Recently, research in social psychology has shown that timely interventions, even brief, can improve student achievement and close performance gaps based on race and gender. Geoffrey Cohen will review some of the research on such "wise" interventions, place them in a larger interdisciplinary context, and consider their implications for educational practice, policy, and our understanding of how and when people change.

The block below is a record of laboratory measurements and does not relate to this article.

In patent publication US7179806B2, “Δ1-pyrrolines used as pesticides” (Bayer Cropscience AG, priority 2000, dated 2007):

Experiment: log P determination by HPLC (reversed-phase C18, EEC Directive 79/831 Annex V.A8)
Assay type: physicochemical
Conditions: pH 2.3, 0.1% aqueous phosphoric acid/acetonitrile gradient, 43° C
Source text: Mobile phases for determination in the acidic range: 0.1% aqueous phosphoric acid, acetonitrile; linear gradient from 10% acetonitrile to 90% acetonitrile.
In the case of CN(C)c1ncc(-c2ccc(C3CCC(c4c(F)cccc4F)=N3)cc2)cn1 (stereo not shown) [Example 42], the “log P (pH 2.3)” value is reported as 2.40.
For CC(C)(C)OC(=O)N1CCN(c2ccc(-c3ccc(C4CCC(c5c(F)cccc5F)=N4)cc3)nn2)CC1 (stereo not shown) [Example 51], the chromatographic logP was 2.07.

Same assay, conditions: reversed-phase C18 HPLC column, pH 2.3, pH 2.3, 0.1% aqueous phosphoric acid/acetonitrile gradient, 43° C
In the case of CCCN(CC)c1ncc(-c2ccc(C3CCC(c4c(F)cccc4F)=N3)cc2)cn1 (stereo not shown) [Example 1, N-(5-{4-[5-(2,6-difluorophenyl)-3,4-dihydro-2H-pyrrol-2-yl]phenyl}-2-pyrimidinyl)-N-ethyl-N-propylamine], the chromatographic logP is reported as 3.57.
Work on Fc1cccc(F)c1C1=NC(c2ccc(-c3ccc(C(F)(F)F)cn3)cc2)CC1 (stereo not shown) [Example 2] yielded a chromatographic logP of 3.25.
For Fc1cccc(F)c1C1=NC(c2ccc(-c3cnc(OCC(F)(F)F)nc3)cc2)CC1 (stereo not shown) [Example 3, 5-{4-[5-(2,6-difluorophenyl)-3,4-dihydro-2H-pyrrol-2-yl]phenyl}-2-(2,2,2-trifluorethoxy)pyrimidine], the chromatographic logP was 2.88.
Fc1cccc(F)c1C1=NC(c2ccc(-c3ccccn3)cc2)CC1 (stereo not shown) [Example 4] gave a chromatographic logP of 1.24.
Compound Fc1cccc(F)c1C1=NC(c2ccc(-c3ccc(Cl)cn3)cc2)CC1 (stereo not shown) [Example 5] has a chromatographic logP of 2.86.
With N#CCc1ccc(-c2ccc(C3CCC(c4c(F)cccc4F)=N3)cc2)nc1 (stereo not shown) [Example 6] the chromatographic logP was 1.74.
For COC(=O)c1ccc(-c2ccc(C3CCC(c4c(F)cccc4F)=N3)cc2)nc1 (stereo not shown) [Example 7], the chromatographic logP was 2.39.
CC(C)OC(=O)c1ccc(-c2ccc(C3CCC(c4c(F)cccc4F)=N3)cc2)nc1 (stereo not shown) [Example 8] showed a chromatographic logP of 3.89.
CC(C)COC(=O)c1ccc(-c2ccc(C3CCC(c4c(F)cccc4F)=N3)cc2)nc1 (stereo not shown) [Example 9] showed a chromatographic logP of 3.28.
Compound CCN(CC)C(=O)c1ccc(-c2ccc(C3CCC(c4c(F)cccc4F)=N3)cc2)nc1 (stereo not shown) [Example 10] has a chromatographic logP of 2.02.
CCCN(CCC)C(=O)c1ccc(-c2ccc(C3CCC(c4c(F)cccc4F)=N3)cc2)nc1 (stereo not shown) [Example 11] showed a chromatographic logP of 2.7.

Cohen's research examines processes related to identity maintenance and their implications for social problems. One primary aim of his research is the development of theory-driven, rigorously tested intervention strategies that further an understanding of the processes underpinning social problems and that offer solutions to alleviate them. Two key questions lie at the core of his research: “Given that a problem exists, what are its underlying processes?” And, “Once identified, how can these processes be overcome?” One reason for this interest in intervention is his belief that a useful way to understand psychological processes and social systems is to try to change them. He is also interested in how and when seemingly brief interventions, attuned to underlying psychological processes, produce large and long-lasting psychological and behavioral change.